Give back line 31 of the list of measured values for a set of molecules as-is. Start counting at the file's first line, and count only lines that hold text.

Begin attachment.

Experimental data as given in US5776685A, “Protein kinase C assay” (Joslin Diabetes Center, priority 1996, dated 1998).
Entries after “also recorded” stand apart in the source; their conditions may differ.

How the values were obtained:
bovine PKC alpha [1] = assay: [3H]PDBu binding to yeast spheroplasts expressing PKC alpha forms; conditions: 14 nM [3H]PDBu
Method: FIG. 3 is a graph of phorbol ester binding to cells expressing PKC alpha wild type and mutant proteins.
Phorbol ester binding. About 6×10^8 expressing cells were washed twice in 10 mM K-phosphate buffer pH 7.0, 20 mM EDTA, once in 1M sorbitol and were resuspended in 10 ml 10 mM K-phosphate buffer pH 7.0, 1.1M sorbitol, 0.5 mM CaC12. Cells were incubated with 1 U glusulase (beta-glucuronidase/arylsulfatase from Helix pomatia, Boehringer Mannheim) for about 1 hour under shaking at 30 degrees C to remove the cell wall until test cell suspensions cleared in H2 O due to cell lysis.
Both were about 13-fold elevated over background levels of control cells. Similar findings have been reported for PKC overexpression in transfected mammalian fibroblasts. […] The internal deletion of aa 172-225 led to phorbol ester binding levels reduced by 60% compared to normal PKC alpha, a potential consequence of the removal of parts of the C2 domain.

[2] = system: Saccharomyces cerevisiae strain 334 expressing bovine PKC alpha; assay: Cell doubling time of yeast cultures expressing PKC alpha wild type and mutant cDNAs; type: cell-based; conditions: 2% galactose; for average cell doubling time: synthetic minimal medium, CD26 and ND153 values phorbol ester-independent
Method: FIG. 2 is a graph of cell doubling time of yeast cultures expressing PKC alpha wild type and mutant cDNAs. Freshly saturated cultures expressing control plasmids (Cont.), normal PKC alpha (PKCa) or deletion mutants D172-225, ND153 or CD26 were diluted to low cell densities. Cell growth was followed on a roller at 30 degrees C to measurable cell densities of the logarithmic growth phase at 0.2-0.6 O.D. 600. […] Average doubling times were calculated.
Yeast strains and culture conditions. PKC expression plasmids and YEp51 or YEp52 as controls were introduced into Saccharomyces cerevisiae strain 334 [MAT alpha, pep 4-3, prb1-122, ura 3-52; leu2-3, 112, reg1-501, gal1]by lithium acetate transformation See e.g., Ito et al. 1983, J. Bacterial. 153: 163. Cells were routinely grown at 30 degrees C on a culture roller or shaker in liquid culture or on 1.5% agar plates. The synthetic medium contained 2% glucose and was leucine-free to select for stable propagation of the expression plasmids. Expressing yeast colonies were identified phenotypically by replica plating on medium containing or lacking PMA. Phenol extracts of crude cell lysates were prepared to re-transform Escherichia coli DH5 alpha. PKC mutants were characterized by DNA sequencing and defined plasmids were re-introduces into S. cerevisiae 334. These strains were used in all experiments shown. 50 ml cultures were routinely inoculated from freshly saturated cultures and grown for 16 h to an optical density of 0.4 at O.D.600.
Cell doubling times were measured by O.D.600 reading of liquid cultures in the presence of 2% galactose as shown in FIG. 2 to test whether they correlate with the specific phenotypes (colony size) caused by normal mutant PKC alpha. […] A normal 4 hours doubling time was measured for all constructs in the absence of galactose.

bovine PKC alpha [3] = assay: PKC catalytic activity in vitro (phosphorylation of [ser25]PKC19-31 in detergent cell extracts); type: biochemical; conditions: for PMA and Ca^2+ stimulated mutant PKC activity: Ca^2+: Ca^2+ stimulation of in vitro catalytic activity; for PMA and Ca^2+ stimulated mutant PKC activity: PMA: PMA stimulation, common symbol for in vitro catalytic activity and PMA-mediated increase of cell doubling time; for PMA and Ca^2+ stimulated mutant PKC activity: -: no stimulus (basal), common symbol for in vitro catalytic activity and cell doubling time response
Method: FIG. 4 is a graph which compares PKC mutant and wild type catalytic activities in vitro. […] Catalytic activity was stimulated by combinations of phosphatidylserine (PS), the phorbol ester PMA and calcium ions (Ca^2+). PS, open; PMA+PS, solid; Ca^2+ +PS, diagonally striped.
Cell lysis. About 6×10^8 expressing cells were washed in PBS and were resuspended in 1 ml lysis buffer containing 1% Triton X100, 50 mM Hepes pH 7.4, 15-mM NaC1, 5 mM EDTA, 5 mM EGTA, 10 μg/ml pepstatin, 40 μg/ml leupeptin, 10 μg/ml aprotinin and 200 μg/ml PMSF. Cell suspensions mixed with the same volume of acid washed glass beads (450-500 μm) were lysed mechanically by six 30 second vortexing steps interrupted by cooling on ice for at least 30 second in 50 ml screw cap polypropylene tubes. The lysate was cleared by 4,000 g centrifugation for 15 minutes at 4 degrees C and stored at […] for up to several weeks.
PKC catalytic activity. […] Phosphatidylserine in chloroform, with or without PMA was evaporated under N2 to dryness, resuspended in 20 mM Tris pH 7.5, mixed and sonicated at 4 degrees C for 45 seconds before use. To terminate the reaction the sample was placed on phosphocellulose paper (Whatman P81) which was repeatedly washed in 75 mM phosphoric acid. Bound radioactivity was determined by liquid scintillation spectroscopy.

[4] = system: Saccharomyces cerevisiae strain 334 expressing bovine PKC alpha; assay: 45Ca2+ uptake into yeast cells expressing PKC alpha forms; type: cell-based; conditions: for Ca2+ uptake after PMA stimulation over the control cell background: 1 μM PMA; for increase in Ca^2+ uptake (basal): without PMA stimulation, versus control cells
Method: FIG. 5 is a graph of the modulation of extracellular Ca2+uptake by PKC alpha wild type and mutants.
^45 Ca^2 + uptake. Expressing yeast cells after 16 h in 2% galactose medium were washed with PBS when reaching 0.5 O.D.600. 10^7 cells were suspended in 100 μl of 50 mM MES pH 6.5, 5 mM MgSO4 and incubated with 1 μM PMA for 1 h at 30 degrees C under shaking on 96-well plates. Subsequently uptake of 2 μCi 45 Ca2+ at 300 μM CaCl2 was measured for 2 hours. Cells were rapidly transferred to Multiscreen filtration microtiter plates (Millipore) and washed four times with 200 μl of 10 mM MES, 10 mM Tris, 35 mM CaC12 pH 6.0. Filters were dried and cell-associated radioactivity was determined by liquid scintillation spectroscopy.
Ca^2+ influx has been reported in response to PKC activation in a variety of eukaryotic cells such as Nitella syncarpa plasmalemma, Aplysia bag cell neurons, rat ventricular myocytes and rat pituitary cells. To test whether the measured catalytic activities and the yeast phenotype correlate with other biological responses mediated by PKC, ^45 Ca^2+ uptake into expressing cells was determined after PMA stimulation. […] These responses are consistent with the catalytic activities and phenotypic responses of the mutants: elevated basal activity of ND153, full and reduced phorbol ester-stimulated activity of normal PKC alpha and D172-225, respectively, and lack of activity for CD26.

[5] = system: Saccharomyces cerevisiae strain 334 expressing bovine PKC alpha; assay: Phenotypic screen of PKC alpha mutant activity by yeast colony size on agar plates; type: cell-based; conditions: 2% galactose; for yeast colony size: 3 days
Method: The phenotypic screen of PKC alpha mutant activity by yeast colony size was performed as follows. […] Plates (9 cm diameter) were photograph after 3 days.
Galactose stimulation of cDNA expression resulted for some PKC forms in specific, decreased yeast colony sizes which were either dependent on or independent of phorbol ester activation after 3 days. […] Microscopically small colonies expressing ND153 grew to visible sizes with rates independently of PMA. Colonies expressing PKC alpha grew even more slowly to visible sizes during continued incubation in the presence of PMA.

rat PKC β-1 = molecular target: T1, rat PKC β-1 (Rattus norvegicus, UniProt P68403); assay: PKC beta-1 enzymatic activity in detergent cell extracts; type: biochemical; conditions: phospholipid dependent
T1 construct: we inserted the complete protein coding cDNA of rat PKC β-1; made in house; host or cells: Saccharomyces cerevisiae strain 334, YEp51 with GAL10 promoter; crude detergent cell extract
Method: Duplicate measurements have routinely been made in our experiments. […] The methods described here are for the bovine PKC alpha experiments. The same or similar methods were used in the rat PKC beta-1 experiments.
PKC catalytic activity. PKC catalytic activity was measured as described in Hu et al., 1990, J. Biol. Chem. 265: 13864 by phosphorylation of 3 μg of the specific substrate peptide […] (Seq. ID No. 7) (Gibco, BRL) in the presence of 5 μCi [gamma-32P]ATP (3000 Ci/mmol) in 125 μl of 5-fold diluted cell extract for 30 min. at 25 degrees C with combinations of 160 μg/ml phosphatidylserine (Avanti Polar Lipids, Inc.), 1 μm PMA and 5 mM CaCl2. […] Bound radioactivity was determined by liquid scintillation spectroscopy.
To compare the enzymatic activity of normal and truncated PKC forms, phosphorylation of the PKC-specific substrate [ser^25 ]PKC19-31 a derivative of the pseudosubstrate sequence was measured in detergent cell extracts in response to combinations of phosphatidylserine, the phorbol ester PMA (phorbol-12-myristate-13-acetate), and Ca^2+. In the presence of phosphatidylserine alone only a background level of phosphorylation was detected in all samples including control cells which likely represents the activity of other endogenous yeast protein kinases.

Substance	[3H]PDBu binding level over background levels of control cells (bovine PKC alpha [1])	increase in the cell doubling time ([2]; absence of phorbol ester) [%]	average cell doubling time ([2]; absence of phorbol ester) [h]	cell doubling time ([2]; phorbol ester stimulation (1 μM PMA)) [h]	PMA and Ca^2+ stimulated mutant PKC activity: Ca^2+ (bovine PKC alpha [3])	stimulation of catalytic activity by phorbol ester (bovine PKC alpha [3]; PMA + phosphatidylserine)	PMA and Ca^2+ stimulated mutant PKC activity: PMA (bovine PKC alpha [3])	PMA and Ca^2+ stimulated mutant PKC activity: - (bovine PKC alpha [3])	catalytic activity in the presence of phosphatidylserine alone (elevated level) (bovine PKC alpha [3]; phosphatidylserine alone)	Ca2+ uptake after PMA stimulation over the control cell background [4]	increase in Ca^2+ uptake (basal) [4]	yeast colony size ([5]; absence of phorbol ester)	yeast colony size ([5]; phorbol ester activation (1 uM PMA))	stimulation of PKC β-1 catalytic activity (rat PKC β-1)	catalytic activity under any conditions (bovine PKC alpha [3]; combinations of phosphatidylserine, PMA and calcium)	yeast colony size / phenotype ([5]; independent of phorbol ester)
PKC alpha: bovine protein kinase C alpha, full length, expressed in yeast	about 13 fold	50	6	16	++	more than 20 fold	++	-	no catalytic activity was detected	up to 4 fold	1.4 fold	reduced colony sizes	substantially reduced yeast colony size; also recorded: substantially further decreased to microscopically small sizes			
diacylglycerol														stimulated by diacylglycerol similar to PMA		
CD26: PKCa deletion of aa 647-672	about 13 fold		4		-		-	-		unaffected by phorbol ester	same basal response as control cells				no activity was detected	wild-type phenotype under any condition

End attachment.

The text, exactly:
CD26: PKCa deletion of aa 647-672	about 13 fold		4		-		-	-		unaffected by phorbol ester	same basal response as control cells				no activity was detected	wild-type phenotype under any condition